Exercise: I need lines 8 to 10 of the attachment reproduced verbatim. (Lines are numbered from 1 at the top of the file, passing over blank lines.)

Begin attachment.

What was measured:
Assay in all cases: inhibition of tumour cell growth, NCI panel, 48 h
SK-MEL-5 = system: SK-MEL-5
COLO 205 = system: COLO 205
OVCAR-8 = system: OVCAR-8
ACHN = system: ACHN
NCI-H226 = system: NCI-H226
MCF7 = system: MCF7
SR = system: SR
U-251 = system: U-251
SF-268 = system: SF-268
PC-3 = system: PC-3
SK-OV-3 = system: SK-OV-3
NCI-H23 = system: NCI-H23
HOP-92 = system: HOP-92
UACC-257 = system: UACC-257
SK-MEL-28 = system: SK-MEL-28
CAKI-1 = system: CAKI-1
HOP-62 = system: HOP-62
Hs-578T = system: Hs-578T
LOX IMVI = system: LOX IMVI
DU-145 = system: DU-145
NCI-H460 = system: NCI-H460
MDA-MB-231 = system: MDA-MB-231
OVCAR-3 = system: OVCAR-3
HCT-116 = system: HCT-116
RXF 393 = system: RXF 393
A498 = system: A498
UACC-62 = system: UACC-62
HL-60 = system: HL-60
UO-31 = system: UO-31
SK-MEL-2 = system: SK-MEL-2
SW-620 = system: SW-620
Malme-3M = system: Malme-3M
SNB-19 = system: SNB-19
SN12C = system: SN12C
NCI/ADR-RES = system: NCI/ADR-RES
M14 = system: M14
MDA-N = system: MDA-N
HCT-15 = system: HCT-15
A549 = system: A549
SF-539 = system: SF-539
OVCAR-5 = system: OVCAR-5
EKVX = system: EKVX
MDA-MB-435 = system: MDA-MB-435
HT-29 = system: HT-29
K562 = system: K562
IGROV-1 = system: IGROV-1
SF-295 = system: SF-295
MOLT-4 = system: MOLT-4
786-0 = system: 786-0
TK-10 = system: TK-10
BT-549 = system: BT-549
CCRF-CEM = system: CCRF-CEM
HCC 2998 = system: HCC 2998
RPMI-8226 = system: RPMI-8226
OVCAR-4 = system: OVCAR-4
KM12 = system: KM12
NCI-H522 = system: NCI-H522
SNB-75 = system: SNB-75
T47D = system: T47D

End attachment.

MCF7 = system: MCF7
SR = system: SR
U-251 = system: U-251